Robust Trajectory Tracking Control for Underactuated Autonomous Underwater Vehicles

08/27/2019 ∙ by Shahab Heshmati-alamdari, et al. ∙ 0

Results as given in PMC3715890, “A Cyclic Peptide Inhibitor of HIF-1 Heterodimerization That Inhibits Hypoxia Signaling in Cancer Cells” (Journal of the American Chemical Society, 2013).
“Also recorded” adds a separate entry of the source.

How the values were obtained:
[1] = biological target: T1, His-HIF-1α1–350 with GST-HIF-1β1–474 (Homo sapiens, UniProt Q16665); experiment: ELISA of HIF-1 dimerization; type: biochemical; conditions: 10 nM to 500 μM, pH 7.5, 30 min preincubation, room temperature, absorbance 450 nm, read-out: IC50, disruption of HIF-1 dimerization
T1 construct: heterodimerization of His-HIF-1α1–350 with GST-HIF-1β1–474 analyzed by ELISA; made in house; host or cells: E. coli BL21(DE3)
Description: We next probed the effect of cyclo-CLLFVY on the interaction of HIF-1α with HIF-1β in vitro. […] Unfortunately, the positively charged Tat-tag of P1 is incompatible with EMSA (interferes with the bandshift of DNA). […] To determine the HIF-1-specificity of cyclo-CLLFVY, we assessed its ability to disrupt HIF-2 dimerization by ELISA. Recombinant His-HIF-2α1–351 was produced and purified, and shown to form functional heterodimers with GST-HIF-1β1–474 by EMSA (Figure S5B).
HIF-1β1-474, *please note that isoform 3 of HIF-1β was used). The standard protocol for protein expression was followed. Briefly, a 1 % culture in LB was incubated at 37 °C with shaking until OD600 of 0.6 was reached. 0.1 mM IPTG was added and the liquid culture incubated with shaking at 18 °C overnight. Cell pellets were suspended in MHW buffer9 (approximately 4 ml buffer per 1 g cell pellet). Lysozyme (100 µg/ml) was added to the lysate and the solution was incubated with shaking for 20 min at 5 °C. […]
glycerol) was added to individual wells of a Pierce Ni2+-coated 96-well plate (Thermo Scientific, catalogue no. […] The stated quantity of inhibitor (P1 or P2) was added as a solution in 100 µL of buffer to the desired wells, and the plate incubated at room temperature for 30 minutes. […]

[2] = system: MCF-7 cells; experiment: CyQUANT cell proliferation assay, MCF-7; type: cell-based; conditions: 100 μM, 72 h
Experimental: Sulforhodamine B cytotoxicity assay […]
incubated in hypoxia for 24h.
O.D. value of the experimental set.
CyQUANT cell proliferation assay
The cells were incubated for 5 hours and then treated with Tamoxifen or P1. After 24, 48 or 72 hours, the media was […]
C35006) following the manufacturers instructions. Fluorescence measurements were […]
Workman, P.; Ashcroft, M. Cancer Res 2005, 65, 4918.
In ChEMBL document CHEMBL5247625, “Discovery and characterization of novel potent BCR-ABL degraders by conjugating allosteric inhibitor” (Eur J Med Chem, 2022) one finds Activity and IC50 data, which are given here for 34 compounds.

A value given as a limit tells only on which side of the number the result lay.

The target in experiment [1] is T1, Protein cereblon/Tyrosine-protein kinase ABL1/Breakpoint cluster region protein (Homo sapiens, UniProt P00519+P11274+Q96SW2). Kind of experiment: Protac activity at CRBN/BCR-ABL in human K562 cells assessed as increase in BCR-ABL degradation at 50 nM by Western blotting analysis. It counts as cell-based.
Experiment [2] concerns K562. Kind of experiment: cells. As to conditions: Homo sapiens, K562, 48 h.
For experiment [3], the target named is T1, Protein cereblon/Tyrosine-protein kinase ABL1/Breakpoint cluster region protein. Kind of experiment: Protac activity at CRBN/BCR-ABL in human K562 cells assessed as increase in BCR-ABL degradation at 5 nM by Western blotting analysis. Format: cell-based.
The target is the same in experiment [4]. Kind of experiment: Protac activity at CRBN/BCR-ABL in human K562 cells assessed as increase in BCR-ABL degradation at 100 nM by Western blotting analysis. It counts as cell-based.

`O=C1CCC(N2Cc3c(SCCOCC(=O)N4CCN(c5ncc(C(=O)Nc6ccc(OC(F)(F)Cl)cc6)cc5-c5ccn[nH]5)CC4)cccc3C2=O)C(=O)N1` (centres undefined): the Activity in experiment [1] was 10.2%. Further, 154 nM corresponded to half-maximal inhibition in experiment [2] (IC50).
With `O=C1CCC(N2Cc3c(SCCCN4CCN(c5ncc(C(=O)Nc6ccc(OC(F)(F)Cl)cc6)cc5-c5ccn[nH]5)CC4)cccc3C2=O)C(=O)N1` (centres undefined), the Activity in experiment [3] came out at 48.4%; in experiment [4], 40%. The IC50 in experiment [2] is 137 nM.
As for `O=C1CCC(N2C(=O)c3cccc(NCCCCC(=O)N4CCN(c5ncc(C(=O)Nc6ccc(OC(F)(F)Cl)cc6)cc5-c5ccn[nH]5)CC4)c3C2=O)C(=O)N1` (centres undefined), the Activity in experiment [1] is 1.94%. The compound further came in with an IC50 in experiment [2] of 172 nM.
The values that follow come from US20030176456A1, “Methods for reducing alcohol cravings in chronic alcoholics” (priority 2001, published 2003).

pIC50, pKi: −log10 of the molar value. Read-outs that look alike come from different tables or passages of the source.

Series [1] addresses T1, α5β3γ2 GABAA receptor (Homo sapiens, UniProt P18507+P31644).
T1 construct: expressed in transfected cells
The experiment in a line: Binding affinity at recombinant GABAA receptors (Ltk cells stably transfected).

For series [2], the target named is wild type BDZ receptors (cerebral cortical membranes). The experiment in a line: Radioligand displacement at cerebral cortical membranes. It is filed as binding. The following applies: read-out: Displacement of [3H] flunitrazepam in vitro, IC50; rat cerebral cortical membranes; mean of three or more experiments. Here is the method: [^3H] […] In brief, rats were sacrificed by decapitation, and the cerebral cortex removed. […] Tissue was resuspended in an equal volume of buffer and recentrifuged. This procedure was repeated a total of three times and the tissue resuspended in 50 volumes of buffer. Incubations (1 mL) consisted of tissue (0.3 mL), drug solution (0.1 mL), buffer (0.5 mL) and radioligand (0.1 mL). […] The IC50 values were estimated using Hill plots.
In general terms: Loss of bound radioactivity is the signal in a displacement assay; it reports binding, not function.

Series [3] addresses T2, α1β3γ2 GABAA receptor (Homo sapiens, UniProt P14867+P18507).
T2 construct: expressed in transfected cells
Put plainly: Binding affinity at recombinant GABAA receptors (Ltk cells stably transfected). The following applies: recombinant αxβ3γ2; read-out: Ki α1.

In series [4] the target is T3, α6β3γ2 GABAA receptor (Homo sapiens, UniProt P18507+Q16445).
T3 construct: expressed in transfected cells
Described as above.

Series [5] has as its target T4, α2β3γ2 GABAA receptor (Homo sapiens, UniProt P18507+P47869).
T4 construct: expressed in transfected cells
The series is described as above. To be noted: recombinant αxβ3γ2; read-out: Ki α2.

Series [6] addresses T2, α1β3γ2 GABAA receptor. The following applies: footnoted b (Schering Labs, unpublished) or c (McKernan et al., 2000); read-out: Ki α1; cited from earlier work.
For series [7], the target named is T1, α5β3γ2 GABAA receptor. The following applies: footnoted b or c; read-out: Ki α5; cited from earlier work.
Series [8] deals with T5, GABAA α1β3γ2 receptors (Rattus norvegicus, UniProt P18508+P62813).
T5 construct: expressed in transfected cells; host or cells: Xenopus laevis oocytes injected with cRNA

Motion control of underwater robotic vehicles is a demanding task with great challenges imposed by external disturbances, model uncertainties and constraints of the operating workspace. Thus, robust motion control is still an open issue for the underwater robotics community. In that sense, this paper addresses the tracking control problem or 3D trajectories for underactuated underwater robotic vehicles operating in a constrained workspace including obstacles. In particular, a robust Nonlinear Model Predictive Control (NMPC) scheme is presented for the case of underactuated Autonomous Underwater Vehicles (AUVs) (i.e., vehicles actuated only in surge, heave and yaw). The purpose of the controller is to steer the underactuated AUV to a desired trajectory with guaranteed input and state constraints within a partially known and dynamic environment where the knowledge of the operating workspace is constantly updated on-line via the vehicle's on-board sensors. In particular, by considering a ball that covers the volume of the system, obstacle avoidance with any of the detected obstacles is guaranteed, despite the model dynamic uncertainties and the presence of external disturbances representing ocean currents and waves. The proposed feedback control law consists of two parts: an online law which is the result of a Finite Horizon Optimal Control Problem (FHOCP) solved for the nominal dynamics; and a state feedback law which is tuned off-line and guarantees that the real trajectories remain bound in a hyper-tube centered along the nominal trajectories for all times. Finally, a simulation study verifies the performance and efficiency of the proposed approach.



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